How to Care for Your Child with Croup

This leaflet will provide you with information about Croup symptoms, diagnosis, treatment, and prevention.

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What is Croup?

Croup is a common inflammatory condition in children that affects the larynx (voice box) and the trachea (windpipe). The most common cause is viruses. Croup commonly occurs during the winter and – but not exclusively- affects children between the age of 6 months to 6 years.

 What are the symptoms of Croup?

  • Barking cough
  • Raspy voice
  • A high-pitched noise when the child breaths (Also called stridor)
  • Fever
  • Runny nose,
  • Rash
  • Red eyes.

Symptoms are usually mild and last for less than a week.

How is Croup diagnosed?

The doctor will ask you a few questions about your child's health then examine your child. Blood test and x-ray are normally not required.

How is Croup treated?

Supportive treatment is very important in treating Croup, please follow the below instructions:

  • Keep your child calm; crying can make Croup worse
  • Make sure your child drinks plenty of fluids
  • Make sure your child gets appropriate rest

If your doctor advises giving medicine for pain and fever, you can give

  • Paracetamol (or any other brand)
  • Ibuprofen (or any other brand)
  • Follow the instruction on the medicine package for the correct dose for your child

How is Croup prevented?

There is no specific way to prevent Croup, but hand washing and hand hygiene are necessary for preventing the spread of infection.

  • Ensure your child cover his/her mouth and nose when coughing or sneezing; use a tissue and dispose of immediately.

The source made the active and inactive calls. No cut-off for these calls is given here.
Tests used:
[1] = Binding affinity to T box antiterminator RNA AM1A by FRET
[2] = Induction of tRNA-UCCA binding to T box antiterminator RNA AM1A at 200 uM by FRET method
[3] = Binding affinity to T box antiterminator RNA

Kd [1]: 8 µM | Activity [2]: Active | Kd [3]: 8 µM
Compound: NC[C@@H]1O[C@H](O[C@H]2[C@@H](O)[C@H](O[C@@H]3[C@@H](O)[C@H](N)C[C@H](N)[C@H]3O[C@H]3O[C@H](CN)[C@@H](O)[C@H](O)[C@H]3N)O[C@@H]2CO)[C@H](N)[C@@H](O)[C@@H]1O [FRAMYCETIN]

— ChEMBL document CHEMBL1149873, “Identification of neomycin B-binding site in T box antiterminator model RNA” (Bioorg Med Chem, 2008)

• If no tissues available, sneezing/coughing into the sleeve of one's clothing (at the inner elbow)
  • Encourage your child to wash hands with water and soap after coughing, sneezing or blowing his/her nose
  • Use alcohol-based hand rubs if water and soap is not available

Home care advice

  • Do not give Aspirin to your child as this can cause a serious complication
  • Don't expose your child to smoking, as this can make Croup worse.
  • Children with Croup can spread the infection three days after the illness begins or until the fever is gone.

When should I seek medical advice?

Seek medical care if your child:

  • Has fever for more than three days (higher than 101°F or 38.3°C)
  • Not getting better despite home care advice
  • Has symptoms of Croup for more than seven days
  • Appears dry and less energetic
  • Has no tears when crying
  • Cannot drink or eat
  • Has muffled voice (Not clear voice)

Go to the Emergency Department if your child:

  • Has swelling in his/her neck or stiffness
  • Is drooling excessively
  • Has difficulty opening the mouth
  • Has difficulty in breathing or stridor
  • Is pulling up his neck and chest muscles when breathing

When to call 999?

Call 999 if your child is struggling to breathe or starts to turn blue.